In Flatiron, there is heavy demand for office space by technology tenants of every sort. The issue (and advantage) for building owners is that many of these office buildings were built at the beginning of the 20th Century. As such, building owners are faced with a challenge: How do they meet tenants’ needs?
There has been a lot of discussion about how sustainability, and energy saving costs, can make certain buildings more efficient. A good example is how Malkin Properties retrofitted the Empire State Building.
But there is not as much talk about how to retrofit a building for Internet capability, which is obviously a key for any tenant nowadays.
Alex Kaskel, a director at ABS, is familiar with the issue. He told us, “Tech tenants want something that is difficult to recreate. They want something that is cool, modern, new, but looks and feels authentic. They want something original.”
This can be a challenge for a lot of companies, but firms like ABS are finding ways to adapt older buildings to newer ways.
One relevant terminology is BIoT, or “Building Internet of Things.” It was a big topic at a recent conference held by Realcomm, which is one of the largest technology and real estate conferences in the country.
The CEO of Realcomm, Jim Young, recently said, “This new way of thinking about real estate, overlaying an IT network, connecting all our traditionally unconnected equipment, monitoring, analyzing and controlling business processes (integrating with ERP’s) without much human intervention, will lead to much better managed assets, which translates to happier occupants and improved finances.”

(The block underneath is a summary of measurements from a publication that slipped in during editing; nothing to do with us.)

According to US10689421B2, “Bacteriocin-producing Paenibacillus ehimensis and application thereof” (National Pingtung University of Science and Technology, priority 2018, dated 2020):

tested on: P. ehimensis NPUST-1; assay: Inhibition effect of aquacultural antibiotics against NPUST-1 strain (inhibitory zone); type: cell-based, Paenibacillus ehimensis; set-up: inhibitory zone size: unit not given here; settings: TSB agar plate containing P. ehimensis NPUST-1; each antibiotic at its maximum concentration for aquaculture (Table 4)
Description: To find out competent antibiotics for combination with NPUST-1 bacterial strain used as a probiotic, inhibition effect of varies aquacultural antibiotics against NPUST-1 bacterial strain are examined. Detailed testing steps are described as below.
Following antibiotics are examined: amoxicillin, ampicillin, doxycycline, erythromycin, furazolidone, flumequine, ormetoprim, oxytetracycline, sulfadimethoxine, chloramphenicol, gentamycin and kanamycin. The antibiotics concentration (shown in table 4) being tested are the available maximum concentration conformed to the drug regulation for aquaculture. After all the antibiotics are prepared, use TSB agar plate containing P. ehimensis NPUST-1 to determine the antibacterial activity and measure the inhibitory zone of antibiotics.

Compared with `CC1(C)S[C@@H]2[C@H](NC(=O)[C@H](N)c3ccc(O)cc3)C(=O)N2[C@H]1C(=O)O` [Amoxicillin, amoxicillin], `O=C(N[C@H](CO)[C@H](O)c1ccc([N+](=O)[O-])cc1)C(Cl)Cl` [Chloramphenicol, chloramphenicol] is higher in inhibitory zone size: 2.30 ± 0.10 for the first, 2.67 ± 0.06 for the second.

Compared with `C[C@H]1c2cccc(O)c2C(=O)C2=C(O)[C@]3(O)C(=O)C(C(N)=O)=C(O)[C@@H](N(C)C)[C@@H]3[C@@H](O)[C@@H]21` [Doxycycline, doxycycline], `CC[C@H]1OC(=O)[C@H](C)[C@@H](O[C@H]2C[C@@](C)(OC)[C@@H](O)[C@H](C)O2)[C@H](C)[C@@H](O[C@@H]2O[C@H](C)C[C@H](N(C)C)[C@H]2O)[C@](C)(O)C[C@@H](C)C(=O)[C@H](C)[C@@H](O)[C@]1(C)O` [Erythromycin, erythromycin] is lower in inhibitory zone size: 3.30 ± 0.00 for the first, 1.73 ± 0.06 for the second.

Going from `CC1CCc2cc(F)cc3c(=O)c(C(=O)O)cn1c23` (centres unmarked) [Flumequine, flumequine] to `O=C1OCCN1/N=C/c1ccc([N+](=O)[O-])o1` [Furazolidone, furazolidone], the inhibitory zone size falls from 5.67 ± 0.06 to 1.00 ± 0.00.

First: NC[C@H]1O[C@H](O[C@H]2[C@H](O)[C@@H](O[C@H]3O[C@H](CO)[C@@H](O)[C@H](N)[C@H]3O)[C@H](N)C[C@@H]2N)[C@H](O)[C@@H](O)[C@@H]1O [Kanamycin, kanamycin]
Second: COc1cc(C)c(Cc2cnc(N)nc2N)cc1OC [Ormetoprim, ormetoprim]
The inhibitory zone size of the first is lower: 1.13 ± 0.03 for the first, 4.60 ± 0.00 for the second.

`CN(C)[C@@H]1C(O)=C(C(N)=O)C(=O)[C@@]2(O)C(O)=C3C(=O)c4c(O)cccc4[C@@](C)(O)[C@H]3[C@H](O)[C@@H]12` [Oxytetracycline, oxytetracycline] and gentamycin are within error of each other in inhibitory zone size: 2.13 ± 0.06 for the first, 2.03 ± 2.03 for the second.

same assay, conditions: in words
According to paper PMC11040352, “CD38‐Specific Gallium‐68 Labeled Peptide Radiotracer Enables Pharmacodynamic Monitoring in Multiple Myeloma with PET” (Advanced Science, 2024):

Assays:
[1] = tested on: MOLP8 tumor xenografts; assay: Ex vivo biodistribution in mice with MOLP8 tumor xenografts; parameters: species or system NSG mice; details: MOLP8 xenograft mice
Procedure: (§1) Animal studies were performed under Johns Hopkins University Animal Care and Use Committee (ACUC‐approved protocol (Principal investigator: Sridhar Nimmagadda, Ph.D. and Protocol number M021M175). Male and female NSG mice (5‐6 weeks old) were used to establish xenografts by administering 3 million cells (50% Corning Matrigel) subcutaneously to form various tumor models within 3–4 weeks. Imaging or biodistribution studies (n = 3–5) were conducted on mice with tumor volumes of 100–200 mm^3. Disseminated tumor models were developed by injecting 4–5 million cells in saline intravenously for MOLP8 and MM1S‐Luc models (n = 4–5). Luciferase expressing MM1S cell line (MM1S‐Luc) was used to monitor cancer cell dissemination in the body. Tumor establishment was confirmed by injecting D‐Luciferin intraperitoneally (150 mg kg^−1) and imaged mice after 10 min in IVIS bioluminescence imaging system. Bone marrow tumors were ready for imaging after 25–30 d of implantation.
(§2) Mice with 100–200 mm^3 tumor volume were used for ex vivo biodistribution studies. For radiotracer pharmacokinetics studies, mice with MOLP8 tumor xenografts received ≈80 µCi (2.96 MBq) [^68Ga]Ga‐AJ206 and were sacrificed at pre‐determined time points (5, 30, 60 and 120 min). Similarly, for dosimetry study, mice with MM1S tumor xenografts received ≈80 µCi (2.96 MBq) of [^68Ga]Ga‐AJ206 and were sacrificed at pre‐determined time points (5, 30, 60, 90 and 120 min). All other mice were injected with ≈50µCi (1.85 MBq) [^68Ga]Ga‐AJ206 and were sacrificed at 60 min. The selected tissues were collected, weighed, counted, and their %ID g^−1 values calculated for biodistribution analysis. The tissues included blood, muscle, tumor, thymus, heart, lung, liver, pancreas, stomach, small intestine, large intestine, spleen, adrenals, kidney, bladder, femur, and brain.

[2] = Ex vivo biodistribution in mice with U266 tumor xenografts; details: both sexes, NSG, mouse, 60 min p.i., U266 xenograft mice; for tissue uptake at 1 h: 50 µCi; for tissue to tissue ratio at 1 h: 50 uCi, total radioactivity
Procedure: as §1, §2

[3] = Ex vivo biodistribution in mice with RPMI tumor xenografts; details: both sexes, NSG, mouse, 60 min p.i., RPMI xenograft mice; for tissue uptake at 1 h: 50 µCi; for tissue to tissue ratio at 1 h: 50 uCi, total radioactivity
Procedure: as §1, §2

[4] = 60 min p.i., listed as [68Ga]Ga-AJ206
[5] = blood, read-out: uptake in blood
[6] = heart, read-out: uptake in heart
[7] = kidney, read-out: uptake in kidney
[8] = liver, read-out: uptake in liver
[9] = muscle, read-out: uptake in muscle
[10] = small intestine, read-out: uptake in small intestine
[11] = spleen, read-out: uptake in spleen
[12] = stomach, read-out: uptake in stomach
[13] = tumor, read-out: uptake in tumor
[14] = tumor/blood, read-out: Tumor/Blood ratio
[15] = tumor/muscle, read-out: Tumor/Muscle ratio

This shows that it’s not a simple task to undertake, but that is the changing face of what office-building owners and managers need to tackle.
There is no indication that commercial real estate tenants will not want ultra-fast connectivity services to be online.
These tenants want speed in many ways, such as the build out of spaces. In the words of Kaskel, “One big challenge is building space fast enough. Tenants want to be in the space yesterday.”
This reality bodes well for tenants and landlords. There is obviously a demand for tech-friendly spaces and older buildings that have character. Embracing the challenges of technology that companies have to face will only make the synergy between the two more compatible, as exemplified at 915 Broadway.